Neil Window is a trainee solicitor, Heather Marsh, Carly Mather, Associate and David Rintoul are associate solicitors, and Catherine Barker is managing associate at Addleshaw Goddard LLP. They round up the latest rulings.
In DLA Piper's case of the week, Benkharbouche v Embassy of the Republic of Sudan; Janah v Libya, the Employment Appeal Tribunal (EAT) held that two domestic workers employed in the UK by embassies could proceed with their employment claims.
Revised to take into account the abolition of employment tribunal fees as a result of the Supreme Court's decision in R (on the application of Unison) v Lord Chancellor.
David Malamatenios is a partner and Colin Makin, Linda Quinn, Krishna Santra and Sandra Martins are associates at Colman Coyle Solicitors. They round up the latest rulings.
In X v Mid Sussex Citizens' Advice Bureau and another  IRLR 146 SC, the Supreme Court held that the Equal Treatment Framework Directive does not encompass volunteers within the scope of "occupation". Accordingly, a volunteer who was not engaged under a worker's contract was not protected by the domestic legislation.
In Abdulla and others v Birmingham City Council  IRLR 38 SC, the Supreme Court held that the civil courts may not strike out an equal pay claim as being more conveniently disposed of by the employment tribunal when the claim cannot be pursued there because it is out of time.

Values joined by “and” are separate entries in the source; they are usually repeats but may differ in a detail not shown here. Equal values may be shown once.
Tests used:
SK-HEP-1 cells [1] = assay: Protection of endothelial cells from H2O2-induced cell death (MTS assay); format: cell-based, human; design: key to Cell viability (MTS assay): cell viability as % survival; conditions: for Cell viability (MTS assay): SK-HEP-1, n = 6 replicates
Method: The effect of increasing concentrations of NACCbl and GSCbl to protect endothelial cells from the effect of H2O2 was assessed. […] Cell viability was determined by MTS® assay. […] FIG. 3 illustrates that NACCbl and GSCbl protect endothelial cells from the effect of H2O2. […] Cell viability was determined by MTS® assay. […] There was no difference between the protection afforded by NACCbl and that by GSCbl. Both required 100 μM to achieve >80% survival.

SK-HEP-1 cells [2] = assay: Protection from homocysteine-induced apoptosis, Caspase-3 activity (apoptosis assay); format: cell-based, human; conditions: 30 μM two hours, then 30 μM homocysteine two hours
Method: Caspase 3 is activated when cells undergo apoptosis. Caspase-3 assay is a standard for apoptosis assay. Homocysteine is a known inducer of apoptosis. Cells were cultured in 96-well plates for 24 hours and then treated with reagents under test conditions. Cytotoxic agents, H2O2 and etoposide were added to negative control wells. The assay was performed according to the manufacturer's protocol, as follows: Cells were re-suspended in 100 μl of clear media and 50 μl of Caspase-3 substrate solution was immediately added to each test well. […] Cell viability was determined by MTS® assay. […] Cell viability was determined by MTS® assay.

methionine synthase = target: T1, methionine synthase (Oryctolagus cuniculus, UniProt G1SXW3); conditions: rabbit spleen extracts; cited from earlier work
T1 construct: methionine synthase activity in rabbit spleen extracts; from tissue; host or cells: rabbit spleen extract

The Supreme Court has upheld the Court of Appeal decision that an unpaid volunteer with no contract was not protected by the (now repealed) Disability Discrimination Act 1995 and that the Equal Treatment Framework Directive (2000/78/EC) does not cover voluntary activity.
The Supreme Court has held that, in deciding whether or not an employee who works overseas can claim unfair dismissal, the test is whether or not the connection between Great Britain and the employment is sufficiently strong to overcome the general rule that the place of employment is decisive.
In Duncombe and others v Secretary of State for Children, Schools and Families  IRLR 498 SC, the Supreme Court held that the employment of teachers seconded to European Schools on successive fixed-term contracts was objectively justified. However, the teachers could bring unfair dismissal claims in Great Britain in respect of the non-renewal of those contracts, even though they worked wholly abroad.
HR and legal information and guidance relating to the jurisidiction of the employment tribunals and courts.